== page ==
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Posted: May 28, 2007

A scaffold of biological molecules to manufacture glass nanotubes

(Nanowerk News) Study of a therapeutic peptide, Lanreotide, by scientists from CNRS and the University of Rennes has revealed that this peptide can serve as a scaffold for the spontaneous formation of silica nanotubes by simple mixing with a silica precursor in water. This discovery opens the way to developing novel nanostructured materials. ("Hierarchical architectures by synergy between dynamical template self-assembly and biomineralization")
The vertebral skeleton is probably the most remarkable example of the efficiency of living organisms in forming robust structures which closely combine organic and mineral materials, in this case calcium phosphate. However, in the submarine environment, numerous and frequently single-cell organisms can achieve similar exploits by using silica to produce carapaces and spines to protect themselves, or spicules that are fibers which direct light to their neurons as effectively as the best optical fibers. With a complex architecture and shape, these natural structures are even more astonishing in that they develop spontaneously in water under moderate conditions of temperature and pressure, according to mechanisms which are still largely unknown. This feat is a dream for chemists who are often obliged to heat, extrude or compress materials under aggressive conditions in order to endow them with a shape.
In the context of their studies on the physical chemistry of a therapeutic peptide, lanreotide, researchers from CNRS and the University of Rennes have discovered that this peptide could serve as a scaffold for the spontaneous formation of silica nanotubes by simple mixing with a silica precursor in water. These hybrid tubes consist in a perfect helical assembly of molecules of the drug in a 24 nm diameter tube, the internal and external surfaces of which are covered with two thin and uniform layers of 2 nm silica. The tubes are several micrometers long and aligned in fibers of a few millimeters. Their organization is thus controlled hierarchically over more than 6 orders of magnitude, or the same ratio in length as the diameter of a hair and the height of the Eiffel Tower.
To achieve this detailed study, the team of scientists (including physicists, biologists and chemists) developed a slow technique which enabled the coating with silica of nanotubes of biological molecules forming in water. They were surprised to observe that the silica deposit favored the gradual lengthening of the organic nanotube, the new tip of which could then serve again as a scaffold for further silica deposits. This recurrent process ensured both control of the organization at a molecular scale and the growth of an organic scaffold as the mineral was deposited. This process is astonishingly similar to the construction of a sky-scraper, during which assembly of the metallic framework and the application of concrete are alternated with precision, except that there are no laborers and that the silica nanotubes are infinitely smaller.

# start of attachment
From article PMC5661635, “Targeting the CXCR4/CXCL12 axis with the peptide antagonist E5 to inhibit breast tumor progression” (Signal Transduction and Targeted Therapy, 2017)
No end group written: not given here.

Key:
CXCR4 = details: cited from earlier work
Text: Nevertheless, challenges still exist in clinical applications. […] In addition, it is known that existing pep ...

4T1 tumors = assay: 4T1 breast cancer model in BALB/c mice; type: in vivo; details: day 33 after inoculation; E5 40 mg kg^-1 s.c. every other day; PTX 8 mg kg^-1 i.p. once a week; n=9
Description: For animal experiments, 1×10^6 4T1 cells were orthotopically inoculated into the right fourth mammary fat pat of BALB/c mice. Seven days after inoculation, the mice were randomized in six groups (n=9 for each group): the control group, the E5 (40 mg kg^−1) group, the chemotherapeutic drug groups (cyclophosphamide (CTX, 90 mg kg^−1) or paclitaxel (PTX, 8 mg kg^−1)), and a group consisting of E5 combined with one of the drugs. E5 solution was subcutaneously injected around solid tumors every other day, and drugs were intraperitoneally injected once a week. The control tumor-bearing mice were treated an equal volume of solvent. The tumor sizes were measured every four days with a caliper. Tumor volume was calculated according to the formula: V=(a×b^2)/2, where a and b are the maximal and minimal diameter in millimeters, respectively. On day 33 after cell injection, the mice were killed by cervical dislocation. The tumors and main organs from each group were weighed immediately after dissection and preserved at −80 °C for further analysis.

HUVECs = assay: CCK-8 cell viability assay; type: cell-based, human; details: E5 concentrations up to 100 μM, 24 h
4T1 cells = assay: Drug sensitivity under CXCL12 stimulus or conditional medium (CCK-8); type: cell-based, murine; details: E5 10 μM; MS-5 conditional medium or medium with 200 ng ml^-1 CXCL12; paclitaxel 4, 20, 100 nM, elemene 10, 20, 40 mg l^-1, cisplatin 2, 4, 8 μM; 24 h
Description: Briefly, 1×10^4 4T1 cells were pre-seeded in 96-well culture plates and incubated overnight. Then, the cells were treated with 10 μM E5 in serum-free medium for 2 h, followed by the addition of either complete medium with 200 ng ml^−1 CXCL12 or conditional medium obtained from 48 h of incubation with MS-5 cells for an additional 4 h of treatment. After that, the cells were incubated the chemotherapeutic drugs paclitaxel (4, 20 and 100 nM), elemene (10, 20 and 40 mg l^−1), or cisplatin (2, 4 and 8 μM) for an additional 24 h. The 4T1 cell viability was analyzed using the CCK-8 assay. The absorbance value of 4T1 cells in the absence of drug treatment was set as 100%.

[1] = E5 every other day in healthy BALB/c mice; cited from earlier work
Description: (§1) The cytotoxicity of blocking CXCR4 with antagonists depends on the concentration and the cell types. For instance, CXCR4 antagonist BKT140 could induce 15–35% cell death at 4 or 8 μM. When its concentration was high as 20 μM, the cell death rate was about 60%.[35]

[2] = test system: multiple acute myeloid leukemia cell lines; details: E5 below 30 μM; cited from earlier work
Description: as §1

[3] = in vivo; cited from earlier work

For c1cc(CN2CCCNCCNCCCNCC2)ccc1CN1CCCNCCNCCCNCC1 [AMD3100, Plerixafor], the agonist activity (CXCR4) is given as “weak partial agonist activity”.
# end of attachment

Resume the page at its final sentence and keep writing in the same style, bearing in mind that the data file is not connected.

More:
This work opens two new perspectives. Firstly, based on a simplified system, it provides a clearer understanding of some of the astute, but still mysterious, mechanisms developed by nature to produce skeletons and spicules. Secondly, it opens the way to novel materials with nanometric dimensions, whose organization in space can be controlled up to macroscopic scales, thus endowing them with unique properties. In the case of silica nanotubes, the scientists hope that they will be able to demonstrate their ability to conduct light as effectively as the natural spicules of sea sponges...
Pursuit of this work now aims to gain a clearer understanding of the mechanisms which underlie the formation of natural mineral architectures in living organisms, and the synthesis of increasingly sophisticated models. This should enable further discoveries concerning the design and development of still more refined and "intelligent" materials for biological or technological applications.
Source: CNRS
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